Mail Call: An Artistic Perspective of The War and a Father’s Love For His Child

Mail service has historically been a cornerstone of American communication, and that was especially true during World War I. Bridging military and civilian life, post offices provided some of the most essential services during WWI. Not only was communication home desired, but it was also encouraged.

“To write home frequently and regularly, to keep in constant touch with family and friends, is one of the soldier’s most important duties. Mothers and fathers will suffer if they do not hear often from sons fighting in France. In the present large companies, it is not possible for officers to write letters for their men, and every man must do it for himself.” — General Orders, No. 66, from the General Headquarters, A.E.F., May 1, 1918

Most needed no such encouragement. The unique experiences of war and traveling abroad demanded to be shared.

Mail Call, an exhibition on view at the National WWI Museum and Memorial, highlights the letters (and love) between a father, John Ross Myers, and his son, Walter Myers.

In February 1918, Walter headed for a training camp at San Antonio, Texas. He wrote back home to Steubenville, Ohio, that “all is OK.” Like many fathers, John Ross sent a letter of reply to his son in camp.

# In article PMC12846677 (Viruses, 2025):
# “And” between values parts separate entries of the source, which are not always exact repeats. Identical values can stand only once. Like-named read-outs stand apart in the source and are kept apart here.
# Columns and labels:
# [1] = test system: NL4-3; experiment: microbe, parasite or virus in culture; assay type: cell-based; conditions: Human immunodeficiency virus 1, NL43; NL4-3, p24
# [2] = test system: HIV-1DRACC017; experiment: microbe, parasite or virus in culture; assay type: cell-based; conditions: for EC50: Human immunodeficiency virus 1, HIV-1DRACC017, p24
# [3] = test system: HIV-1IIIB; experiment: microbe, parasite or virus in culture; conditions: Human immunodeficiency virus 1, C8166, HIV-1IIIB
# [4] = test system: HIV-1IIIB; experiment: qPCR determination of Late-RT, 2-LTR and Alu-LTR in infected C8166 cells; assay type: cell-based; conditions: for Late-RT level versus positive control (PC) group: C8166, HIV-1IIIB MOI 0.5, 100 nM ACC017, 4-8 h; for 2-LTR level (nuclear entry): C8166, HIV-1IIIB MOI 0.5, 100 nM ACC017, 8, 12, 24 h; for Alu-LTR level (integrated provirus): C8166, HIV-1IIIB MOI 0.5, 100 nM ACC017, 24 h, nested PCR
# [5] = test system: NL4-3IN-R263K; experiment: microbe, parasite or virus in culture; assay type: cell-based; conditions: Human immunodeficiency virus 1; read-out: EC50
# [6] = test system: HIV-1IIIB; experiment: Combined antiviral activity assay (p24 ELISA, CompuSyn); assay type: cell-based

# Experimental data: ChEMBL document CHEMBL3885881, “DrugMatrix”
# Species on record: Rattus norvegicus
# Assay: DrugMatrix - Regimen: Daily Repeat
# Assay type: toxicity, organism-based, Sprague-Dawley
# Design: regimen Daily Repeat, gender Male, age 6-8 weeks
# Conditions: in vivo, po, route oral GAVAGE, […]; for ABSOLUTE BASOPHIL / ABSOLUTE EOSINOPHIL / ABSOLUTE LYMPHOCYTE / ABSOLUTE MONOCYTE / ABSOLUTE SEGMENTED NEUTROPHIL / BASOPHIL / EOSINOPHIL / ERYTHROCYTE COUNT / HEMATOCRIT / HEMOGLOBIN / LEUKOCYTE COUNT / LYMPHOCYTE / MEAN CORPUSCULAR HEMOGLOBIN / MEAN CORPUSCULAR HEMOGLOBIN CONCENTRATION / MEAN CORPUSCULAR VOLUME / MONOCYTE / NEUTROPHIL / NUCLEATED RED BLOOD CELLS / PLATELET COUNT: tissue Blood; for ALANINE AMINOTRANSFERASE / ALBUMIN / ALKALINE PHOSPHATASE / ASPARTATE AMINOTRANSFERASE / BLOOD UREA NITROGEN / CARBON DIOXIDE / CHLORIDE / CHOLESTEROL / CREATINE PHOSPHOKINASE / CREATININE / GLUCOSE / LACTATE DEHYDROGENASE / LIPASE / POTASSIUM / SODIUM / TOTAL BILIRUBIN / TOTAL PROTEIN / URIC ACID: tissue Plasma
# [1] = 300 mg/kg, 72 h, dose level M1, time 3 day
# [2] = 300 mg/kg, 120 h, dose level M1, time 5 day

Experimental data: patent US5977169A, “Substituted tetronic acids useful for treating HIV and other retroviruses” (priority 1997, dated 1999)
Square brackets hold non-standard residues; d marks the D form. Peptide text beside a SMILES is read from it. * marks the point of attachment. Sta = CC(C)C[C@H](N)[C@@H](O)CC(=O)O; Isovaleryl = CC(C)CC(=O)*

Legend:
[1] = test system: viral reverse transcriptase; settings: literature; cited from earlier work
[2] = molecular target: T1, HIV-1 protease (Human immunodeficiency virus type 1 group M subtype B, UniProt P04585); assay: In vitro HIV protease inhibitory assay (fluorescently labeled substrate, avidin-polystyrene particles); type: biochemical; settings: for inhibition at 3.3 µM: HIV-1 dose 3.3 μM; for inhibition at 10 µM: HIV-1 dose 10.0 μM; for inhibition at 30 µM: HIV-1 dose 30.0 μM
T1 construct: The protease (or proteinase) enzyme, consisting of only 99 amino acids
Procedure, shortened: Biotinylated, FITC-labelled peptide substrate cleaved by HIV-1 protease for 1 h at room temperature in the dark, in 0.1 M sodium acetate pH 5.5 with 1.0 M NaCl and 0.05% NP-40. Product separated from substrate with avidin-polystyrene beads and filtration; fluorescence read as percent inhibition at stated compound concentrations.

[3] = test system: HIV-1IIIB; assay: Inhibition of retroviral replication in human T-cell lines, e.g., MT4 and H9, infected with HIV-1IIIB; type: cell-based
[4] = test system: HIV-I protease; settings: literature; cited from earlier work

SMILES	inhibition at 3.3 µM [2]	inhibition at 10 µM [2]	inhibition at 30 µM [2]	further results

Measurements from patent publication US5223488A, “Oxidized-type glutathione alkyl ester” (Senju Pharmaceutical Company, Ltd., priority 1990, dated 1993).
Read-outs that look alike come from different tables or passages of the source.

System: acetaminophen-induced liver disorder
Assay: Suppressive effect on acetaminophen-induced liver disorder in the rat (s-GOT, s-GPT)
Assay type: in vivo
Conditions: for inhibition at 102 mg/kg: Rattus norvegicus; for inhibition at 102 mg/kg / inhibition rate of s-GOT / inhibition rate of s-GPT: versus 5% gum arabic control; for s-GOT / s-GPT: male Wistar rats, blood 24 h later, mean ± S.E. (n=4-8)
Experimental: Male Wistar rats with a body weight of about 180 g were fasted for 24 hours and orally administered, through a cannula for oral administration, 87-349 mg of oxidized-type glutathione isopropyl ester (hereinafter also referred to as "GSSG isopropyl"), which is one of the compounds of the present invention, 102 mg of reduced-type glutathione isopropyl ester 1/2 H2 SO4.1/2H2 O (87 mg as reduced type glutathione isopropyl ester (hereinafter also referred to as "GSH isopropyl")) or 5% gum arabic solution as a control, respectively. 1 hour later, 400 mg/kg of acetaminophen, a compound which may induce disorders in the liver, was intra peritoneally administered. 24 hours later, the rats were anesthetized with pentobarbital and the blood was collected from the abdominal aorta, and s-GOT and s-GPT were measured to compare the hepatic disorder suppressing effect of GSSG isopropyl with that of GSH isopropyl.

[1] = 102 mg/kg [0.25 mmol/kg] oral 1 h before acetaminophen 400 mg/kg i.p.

Unlike many fathers, John Ross was a professionally trained artist who owned a print shop in Ohio and painted theatrical scenery. On envelopes carrying letters to Walter, John carefully painted vivid and vibrant cartoons, scenes of camp life, patriotic symbols, mythological figures and expressive scenes of the American Expeditionary Forces at work. He mailed these works to his son, sometimes with decorated envelopes arriving in batches, wherever Walter was — Kelley Field in San Antonio, Texas; U.S. Aviation Camp in Morrison, Virginia; or “somewhere” in France.

Walter kept his father’s art with him and safely cared for it throughout the war until he returned home. Today, John Ross’s work speaks to those through the years, communicating both a unique artistic perspective of the war and a father’s enduring love for his child.

Mail Call is included in a general admission ticket to the Museum and Memorial. Learn more at theworldwar.org.

–National WWI Museum and Memorial

CategoriesArts Consortium

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